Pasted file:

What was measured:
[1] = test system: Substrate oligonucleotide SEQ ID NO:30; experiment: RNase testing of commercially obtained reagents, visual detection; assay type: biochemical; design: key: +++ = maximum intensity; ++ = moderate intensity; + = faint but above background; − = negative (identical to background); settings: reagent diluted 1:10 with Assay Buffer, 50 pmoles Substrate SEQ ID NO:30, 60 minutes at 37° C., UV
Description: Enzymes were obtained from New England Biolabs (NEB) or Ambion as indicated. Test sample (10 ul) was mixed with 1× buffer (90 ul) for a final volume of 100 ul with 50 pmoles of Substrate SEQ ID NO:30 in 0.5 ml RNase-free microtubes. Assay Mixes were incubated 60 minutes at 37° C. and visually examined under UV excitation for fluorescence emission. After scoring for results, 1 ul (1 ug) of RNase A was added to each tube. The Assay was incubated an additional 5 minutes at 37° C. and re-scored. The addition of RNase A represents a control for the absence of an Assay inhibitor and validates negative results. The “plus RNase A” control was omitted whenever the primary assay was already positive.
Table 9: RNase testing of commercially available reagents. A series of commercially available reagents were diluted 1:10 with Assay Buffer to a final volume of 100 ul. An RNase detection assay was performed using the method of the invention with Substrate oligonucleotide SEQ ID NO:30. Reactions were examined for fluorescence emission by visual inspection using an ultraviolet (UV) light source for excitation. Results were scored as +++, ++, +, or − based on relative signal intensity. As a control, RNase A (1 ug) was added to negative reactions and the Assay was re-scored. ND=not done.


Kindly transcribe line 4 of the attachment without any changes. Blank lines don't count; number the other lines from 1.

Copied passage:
Table 9: RNase testing of commercially available reagents. A series of commercially available reagents were diluted 1:10 with Assay Buffer to a final volume of 100 ul. An RNase detection assay was performed using the method of the invention with Substrate oligonucleotide SEQ ID NO:30. Reactions were examined for fluorescence emission by visual inspection using an ultraviolet (UV) light source for excitation. Results were scored as +++, ++, +, or − based on relative signal intensity. As a control, RNase A (1 ug) was added to negative reactions and the Assay was re-scored. ND=not done.